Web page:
{St. George, UT This is where my Grandparent's got married.}

We are also baptized to become official members of the church, to have our sins washed away, and receive the Holy Ghost as a constant companion.  At baptism we also make covenants with Heavenly Father, like we promise to always remember him, and strive to live the way Jesus did.  Sometimes though, people choose not to accept the Gospel, or they are not able to be baptized in this lifetime.  Billions of people have lived and died on this planet and never even had the opportunity to hear the name Jesus Christ.  Because of this, they couldn't performed the ordinances necessary for salvation in this life.  Once they died, they couldn't perform their work on the other side, because they don't have bodies to do it!  Just imagine trying to baptize a spirit... water and ghost don't really mix.  So church members will perform "baptisms for the dead."  No, we don't go around baptizing corpses, that would be weird, and gross, and I'm fairly certain it's illegal in all 50 states.  We baptize "by proxy," meaning a living person does the work in the name of the dead person.  In the New Testament, during Paul's time, baptisms were performed for the dead (1 Cor 15:29), and our church continues that practice.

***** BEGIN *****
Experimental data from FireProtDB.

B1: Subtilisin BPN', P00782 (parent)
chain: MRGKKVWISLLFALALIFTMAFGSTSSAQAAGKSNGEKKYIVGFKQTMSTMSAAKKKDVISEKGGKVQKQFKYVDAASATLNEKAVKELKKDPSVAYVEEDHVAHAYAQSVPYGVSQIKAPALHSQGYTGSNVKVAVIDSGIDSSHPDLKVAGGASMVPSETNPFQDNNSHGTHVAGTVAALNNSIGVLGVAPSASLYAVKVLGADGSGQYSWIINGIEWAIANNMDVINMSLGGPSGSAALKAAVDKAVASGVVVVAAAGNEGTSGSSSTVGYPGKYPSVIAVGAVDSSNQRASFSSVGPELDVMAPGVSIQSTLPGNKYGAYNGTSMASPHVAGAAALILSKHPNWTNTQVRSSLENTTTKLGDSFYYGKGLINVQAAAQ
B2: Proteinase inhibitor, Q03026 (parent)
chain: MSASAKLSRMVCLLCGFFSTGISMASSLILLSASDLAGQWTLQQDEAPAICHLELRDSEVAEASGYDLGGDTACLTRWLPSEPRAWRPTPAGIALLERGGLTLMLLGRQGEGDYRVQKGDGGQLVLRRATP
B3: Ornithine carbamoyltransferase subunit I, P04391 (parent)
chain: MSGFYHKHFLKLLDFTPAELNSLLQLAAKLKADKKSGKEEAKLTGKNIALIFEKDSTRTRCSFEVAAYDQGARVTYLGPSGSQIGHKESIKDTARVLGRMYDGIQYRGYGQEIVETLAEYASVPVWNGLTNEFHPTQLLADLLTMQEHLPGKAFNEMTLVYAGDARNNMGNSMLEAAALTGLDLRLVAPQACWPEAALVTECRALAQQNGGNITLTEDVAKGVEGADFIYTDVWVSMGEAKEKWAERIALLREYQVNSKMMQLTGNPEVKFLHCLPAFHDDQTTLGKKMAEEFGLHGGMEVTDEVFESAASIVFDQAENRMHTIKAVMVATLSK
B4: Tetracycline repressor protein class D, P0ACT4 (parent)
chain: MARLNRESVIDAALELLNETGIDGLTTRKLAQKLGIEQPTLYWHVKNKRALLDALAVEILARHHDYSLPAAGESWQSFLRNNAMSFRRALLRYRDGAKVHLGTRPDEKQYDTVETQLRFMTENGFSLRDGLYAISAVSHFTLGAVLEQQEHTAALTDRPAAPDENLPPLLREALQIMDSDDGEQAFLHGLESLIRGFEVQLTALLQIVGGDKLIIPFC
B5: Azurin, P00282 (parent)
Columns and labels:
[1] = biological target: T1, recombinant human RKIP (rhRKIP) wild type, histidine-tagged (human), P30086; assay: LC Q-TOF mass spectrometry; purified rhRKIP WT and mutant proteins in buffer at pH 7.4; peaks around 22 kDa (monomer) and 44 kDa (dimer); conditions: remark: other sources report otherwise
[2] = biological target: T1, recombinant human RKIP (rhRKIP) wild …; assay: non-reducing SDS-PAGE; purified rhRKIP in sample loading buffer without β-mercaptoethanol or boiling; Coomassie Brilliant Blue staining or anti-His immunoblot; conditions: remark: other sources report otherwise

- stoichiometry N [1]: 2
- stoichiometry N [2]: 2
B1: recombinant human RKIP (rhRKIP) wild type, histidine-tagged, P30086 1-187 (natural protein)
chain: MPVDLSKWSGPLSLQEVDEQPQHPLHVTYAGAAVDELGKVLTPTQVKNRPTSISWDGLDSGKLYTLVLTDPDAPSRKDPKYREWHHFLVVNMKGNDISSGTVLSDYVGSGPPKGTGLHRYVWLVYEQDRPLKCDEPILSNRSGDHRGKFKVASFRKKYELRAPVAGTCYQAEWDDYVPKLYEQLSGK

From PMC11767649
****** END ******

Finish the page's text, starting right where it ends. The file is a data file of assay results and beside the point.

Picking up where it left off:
We also are not just being baptized for people who don't want to be baptized.  They aren't "on the other side" kicking and screaming, begging for us not to do it.  That would be so rude!  While doing genealogy work, someone may find the name of a relative who did not have an ordinance done while they were living.  They can take that name to the temple, and someone will do the work for them.  One of the greatest gifts God gave us is our agency.  That doesn't go away when we die.  The deceased family members will have the option to accept the gospel in the Spirit world, or not.  If they accept, their saving ordinances have been done, so they have the keys necessary to continue their progression and life is dandy.  If they choose not to accept the Gospel, then the work was still done, and the church member at least got to swim (not really) in a warm font.